© Reuters. FILE PHOTO: A view shows the logo of Stellantis at the entrance of the company’s factory in Hordain, France, July 7, 2021. REUTERS/Pascal Rossignol

PARIS (Reuters) -Stellantis and Guangzhou Automobile Group will end their loss-making joint venture producing Jeep vehicles in China, the carmakers said on Monday, only four months after the European carmaker said it would raise its stake in the business.

The U-turn comes after GAC reprimanded the world’s No.4 carmaker in January for announcing plans to raise its stake to 75% from 50%, stating the two parties had not yet signed a formal agreement.

“We came to the conclusion that it was better to close the joint venture,” said a Stellantis spokesperson, adding that the carmaker could still operate in China through its dealer network.

The Chinese automaker confirmed in a statement on its website that the two companies were negotiating how to terminate the joint venture after years of losses.

With less than 1% market share, Stellantis has been looking to revamp its strategy in the Chinese auto market as part of a broader simplification of its global structure under Chief Executive Carlos Tavares.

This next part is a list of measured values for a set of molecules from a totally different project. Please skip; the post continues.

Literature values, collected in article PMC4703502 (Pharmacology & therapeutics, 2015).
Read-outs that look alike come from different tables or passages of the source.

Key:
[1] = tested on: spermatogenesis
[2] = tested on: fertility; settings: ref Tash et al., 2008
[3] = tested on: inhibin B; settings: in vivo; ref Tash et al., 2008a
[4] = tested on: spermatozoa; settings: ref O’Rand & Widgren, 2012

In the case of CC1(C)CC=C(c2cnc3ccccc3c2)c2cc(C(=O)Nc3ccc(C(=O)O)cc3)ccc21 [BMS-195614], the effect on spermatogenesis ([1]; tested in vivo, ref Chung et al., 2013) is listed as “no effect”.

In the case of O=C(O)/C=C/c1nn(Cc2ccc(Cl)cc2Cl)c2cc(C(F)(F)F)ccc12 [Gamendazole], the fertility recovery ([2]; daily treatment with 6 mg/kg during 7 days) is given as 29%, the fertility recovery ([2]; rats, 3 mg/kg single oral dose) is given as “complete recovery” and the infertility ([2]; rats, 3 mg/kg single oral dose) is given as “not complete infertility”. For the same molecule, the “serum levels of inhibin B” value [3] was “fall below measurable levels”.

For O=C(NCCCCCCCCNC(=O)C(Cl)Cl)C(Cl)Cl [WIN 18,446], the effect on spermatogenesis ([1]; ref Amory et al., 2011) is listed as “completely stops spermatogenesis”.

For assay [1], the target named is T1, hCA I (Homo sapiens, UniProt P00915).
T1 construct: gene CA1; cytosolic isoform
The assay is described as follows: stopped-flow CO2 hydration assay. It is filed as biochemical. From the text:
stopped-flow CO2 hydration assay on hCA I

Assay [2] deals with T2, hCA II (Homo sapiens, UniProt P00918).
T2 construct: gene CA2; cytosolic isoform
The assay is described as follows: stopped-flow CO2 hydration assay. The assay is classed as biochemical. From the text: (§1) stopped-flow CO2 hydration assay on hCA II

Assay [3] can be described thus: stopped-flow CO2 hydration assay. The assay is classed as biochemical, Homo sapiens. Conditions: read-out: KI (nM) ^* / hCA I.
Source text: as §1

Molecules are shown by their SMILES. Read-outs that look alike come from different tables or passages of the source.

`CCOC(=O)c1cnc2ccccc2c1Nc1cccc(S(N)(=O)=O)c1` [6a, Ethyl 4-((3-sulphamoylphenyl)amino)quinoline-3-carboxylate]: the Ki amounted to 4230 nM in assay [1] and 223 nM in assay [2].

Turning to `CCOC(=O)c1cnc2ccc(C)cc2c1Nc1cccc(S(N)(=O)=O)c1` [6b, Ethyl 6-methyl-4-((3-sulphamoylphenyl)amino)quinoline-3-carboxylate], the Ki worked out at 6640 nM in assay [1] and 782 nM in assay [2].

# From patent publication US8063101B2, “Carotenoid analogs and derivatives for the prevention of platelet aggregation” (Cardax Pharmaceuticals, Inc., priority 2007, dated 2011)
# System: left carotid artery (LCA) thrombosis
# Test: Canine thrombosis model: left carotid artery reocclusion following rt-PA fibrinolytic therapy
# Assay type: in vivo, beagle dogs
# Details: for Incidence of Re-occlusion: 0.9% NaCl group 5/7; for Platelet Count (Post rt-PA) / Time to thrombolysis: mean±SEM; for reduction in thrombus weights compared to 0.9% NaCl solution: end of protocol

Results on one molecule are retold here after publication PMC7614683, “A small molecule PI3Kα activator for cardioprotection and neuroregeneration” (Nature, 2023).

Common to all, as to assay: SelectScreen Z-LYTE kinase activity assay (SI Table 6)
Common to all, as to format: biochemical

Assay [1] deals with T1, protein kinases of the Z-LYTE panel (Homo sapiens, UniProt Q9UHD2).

In its 2030 business plan released in March, Stellantis said it would adopt an “asset-light” business model in the country, still aiming to increase revenue but via imports rather than domestic production.

“The Jeep brand will continue to strengthen its product offering in China with an enhanced electrified line-up of imported vehicles,” Stellantis said.

Stellantis aims for revenue in China to reach 20 billion euros ($20.3 billion) by 2030, totalling 7% of total expected revenue – a steep jump from the 3.9 billion euros of turnover in China, India and Asia Pacific in 2021.

The GAC venture, which saw a 50% decline in sales last year, closed a plant in March, and a second joint venture with Dongfeng recently closed two due to excess capacity.

Stellantis and Dongfeng agreed last Friday on a share repurchase framework for the 3.16% of Stellantis’ share capital held by Dongfeng, enabling the China-based firm to sell some or all the shares back to Stellantis.

Stellantis’ shares in Milan and Paris were both up by just over 1% on Monday.

Automakers including BMW and Volkswagen (ETR:) have raised their stakes in joint ventures with Chinese partners in recent years after the country loosened regulations which previously prevented foreign automakers from owning a majority.

Stellantis will recognise a non-cash impairment of around 297 million euros ($300 million) in its first half-year results, the company said.

($1 = 0.9861 euros)

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